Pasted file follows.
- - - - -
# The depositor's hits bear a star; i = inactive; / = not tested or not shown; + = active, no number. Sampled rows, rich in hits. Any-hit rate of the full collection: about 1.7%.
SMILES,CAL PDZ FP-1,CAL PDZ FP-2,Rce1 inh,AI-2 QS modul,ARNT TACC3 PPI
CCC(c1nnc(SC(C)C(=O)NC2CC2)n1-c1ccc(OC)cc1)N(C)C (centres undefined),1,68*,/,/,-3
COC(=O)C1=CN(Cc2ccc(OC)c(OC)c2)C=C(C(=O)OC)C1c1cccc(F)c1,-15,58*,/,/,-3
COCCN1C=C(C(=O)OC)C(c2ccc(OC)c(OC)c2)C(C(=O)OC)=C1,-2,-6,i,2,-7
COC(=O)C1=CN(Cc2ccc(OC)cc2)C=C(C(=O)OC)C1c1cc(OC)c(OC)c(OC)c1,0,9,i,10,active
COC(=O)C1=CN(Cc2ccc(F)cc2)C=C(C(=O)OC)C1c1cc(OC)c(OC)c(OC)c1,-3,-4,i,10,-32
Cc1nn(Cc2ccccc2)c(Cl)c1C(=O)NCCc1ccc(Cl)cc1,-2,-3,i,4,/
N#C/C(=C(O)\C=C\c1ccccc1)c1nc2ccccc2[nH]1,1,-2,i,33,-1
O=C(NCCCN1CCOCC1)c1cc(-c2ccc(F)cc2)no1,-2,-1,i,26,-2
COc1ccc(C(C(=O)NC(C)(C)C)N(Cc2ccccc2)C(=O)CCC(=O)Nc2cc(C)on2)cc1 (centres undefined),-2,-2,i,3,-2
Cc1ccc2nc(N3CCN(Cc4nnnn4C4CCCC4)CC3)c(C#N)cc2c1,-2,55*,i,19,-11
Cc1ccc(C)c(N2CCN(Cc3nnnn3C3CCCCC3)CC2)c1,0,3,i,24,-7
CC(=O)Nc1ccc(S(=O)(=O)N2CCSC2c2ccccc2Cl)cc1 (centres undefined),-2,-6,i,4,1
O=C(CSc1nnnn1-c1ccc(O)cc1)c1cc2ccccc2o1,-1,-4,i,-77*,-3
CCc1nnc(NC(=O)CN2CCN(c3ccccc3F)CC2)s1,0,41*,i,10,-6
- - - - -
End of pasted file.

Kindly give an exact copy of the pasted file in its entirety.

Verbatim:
# The depositor's hits bear a star; i = inactive; / = not tested or not shown; + = active, no number. Sampled rows, rich in hits. Any-hit rate of the full collection: about 1.7%.
SMILES,CAL PDZ FP-1,CAL PDZ FP-2,Rce1 inh,AI-2 QS modul,ARNT TACC3 PPI
CCC(c1nnc(SC(C)C(=O)NC2CC2)n1-c1ccc(OC)cc1)N(C)C (centres undefined),1,68*,/,/,-3
COC(=O)C1=CN(Cc2ccc(OC)c(OC)c2)C=C(C(=O)OC)C1c1cccc(F)c1,-15,58*,/,/,-3
COCCN1C=C(C(=O)OC)C(c2ccc(OC)c(OC)c2)C(C(=O)OC)=C1,-2,-6,i,2,-7
COC(=O)C1=CN(Cc2ccc(OC)cc2)C=C(C(=O)OC)C1c1cc(OC)c(OC)c(OC)c1,0,9,i,10,active
COC(=O)C1=CN(Cc2ccc(F)cc2)C=C(C(=O)OC)C1c1cc(OC)c(OC)c(OC)c1,-3,-4,i,10,-32
Cc1nn(Cc2ccccc2)c(Cl)c1C(=O)NCCc1ccc(Cl)cc1,-2,-3,i,4,/
N#C/C(=C(O)\C=C\c1ccccc1)c1nc2ccccc2[nH]1,1,-2,i,33,-1
O=C(NCCCN1CCOCC1)c1cc(-c2ccc(F)cc2)no1,-2,-1,i,26,-2
COc1ccc(C(C(=O)NC(C)(C)C)N(Cc2ccccc2)C(=O)CCC(=O)Nc2cc(C)on2)cc1 (centres undefined),-2,-2,i,3,-2
Cc1ccc2nc(N3CCN(Cc4nnnn4C4CCCC4)CC3)c(C#N)cc2c1,-2,55*,i,19,-11
Cc1ccc(C)c(N2CCN(Cc3nnnn3C3CCCCC3)CC2)c1,0,3,i,24,-7
CC(=O)Nc1ccc(S(=O)(=O)N2CCSC2c2ccccc2Cl)cc1 (centres undefined),-2,-6,i,4,1
O=C(CSc1nnnn1-c1ccc(O)cc1)c1cc2ccccc2o1,-1,-4,i,-77*,-3
CCc1nnc(NC(=O)CN2CCN(c3ccccc3F)CC2)s1,0,41*,i,10,-6